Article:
TikTok Is Now Providing Creators With Notifications Whenever Their Videos Are Added To An Individual’s Favorites Tab

TikTok has added a new feature via which creators will now be informed whenever their videos are bookmarked as Favorites by other users.

There’s a marked difference between liking a video and bookmarking it as a favorite, and it all boils down to intent. Liking a video means conveying to the creator that you as an individual enjoyed their content, and is expressly acknowledged as a very public act (for social media platforms anyways). There’s no ambiguity present; to like a video is to actively vouch for the creator and their content. Favoring content, however, means that the user in question has saved a particular video on the platform, to be watched later, shown to others, and so on.

This, in turn, is private, i.e. no one else is notified of a TikTok being added to someone’s Favorites tab. This can be quite freeing as users can add videos that they haven’t seen, take note of them later when they have time, and thus choose whether or not they like the video as well. It’s a well-executed one-two punch that doesn’t put pressure on users to immediately like a creator’s content.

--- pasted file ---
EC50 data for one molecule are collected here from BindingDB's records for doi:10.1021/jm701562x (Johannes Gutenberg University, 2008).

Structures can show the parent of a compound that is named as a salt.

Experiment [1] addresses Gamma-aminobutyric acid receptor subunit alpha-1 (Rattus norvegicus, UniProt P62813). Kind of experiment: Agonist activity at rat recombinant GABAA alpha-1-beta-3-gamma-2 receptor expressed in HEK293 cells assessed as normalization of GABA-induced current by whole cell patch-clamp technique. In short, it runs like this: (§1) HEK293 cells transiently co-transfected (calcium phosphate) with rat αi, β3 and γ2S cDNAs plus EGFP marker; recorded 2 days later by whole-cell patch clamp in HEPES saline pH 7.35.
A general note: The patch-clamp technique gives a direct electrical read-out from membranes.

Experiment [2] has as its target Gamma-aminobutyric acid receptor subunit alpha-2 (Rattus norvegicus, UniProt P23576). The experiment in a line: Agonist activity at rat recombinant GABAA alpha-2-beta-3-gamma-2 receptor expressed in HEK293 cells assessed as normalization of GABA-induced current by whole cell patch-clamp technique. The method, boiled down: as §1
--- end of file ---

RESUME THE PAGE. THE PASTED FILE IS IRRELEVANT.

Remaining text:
Or, rather, that used to be the case since TikTok has effectively changed this policy for no provided reason. A simple guess can postulate that developers did so to provide the short-form video content platform’s creator base with yet another way to measure engagement metrics online. This could provide an upgraded sense of QoL (quality of life) for the creators since they can map how well videos are performing much more accurately. However, this also comes at the loss of user privacy, since the new feature not only informs a creator of their video being saved to Favorites but also provides the username of the individual who did so.

TikTok may be an online platform, which in and of itself lends all users a certain sense of anonymity, but even online ecosystems need to establish modicum of privacy and security for their respective communities. I’m sure this feature won’t be particularly well received, simply because there’s already a provided mechanic via which users can share their appreciation of a TikTok with its creator in the form of the like button; providing any further information is both superfluous and undermines the user’s wishes to keep certain information to themselves.

H/T: Matt Navarra

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